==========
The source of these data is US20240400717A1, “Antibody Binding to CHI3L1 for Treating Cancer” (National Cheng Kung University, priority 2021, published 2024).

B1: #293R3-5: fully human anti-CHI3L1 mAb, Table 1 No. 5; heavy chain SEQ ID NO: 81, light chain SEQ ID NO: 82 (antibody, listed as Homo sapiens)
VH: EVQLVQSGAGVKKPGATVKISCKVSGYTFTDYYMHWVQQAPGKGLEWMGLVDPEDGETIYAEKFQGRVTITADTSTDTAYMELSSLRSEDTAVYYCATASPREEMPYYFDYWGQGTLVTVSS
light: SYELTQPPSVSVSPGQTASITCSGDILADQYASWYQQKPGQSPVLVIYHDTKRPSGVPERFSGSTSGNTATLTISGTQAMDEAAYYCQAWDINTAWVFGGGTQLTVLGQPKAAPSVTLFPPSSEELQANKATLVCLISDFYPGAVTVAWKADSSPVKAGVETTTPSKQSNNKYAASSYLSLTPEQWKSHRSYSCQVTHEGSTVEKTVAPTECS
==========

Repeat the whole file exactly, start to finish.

The source of these data is US20240400717A1, “Antibody Binding to CHI3L1 for Treating Cancer” (National Cheng Kung University, priority 2021, published 2024).

B1: #293R3-5: fully human anti-CHI3L1 mAb, Table 1 No. 5; heavy chain SEQ ID NO: 81, light chain SEQ ID NO: 82 (antibody, listed as Homo sapiens)
VH: EVQLVQSGAGVKKPGATVKISCKVSGYTFTDYYMHWVQQAPGKGLEWMGLVDPEDGETIYAEKFQGRVTITADTSTDTAYMELSSLRSEDTAVYYCATASPREEMPYYFDYWGQGTLVTVSS
light: SYELTQPPSVSVSPGQTASITCSGDILADQYASWYQQKPGQSPVLVIYHDTKRPSGVPERFSGSTSGNTATLTISGTQAMDEAAYYCQAWDINTAWVFGGGTQLTVLGQPKAAPSVTLFPPSSEELQANKATLVCLISDFYPGAVTVAWKADSSPVKAGVETTTPSKQSNNKYAASSYLSLTPEQWKSHRSYSCQVTHEGSTVEKTVAPTECS